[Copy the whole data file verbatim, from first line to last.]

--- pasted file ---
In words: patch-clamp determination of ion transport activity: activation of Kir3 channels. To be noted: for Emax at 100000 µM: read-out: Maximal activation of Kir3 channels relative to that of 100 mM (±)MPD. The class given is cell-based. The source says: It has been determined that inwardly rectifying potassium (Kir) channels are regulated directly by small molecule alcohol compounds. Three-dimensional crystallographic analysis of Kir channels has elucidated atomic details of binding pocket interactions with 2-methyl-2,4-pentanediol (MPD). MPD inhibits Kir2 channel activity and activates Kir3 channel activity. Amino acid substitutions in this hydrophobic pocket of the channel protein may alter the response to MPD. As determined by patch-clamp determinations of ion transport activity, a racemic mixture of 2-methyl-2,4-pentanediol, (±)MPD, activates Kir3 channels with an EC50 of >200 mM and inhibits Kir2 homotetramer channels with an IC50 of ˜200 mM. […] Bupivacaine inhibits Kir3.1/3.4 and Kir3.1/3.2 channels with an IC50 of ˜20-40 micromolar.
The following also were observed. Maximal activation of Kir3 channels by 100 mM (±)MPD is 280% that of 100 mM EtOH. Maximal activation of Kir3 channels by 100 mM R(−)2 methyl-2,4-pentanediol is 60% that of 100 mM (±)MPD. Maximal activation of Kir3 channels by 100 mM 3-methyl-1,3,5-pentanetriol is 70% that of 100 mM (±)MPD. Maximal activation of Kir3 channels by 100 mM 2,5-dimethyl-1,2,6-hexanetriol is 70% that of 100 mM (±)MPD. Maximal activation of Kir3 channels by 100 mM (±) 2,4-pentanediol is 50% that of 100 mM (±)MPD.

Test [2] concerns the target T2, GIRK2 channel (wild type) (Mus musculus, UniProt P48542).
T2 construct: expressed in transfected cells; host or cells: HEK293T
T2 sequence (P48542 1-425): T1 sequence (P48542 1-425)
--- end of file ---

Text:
In words: patch-clamp determination of ion transport activity: activation of Kir3 channels. To be noted: for Emax at 100000 µM: read-out: Maximal activation of Kir3 channels relative to that of 100 mM (±)MPD. The class given is cell-based. The source says: It has been determined that inwardly rectifying potassium (Kir) channels are regulated directly by small molecule alcohol compounds. Three-dimensional crystallographic analysis of Kir channels has elucidated atomic details of binding pocket interactions with 2-methyl-2,4-pentanediol (MPD). MPD inhibits Kir2 channel activity and activates Kir3 channel activity. Amino acid substitutions in this hydrophobic pocket of the channel protein may alter the response to MPD. As determined by patch-clamp determinations of ion transport activity, a racemic mixture of 2-methyl-2,4-pentanediol, (±)MPD, activates Kir3 channels with an EC50 of >200 mM and inhibits Kir2 homotetramer channels with an IC50 of ˜200 mM. […] Bupivacaine inhibits Kir3.1/3.4 and Kir3.1/3.2 channels with an IC50 of ˜20-40 micromolar.
The following also were observed. Maximal activation of Kir3 channels by 100 mM (±)MPD is 280% that of 100 mM EtOH. Maximal activation of Kir3 channels by 100 mM R(−)2 methyl-2,4-pentanediol is 60% that of 100 mM (±)MPD. Maximal activation of Kir3 channels by 100 mM 3-methyl-1,3,5-pentanetriol is 70% that of 100 mM (±)MPD. Maximal activation of Kir3 channels by 100 mM 2,5-dimethyl-1,2,6-hexanetriol is 70% that of 100 mM (±)MPD. Maximal activation of Kir3 channels by 100 mM (±) 2,4-pentanediol is 50% that of 100 mM (±)MPD.

Test [2] concerns the target T2, GIRK2 channel (wild type) (Mus musculus, UniProt P48542).
T2 construct: expressed in transfected cells; host or cells: HEK293T
T2 sequence (P48542 1-425): T1 sequence (P48542 1-425)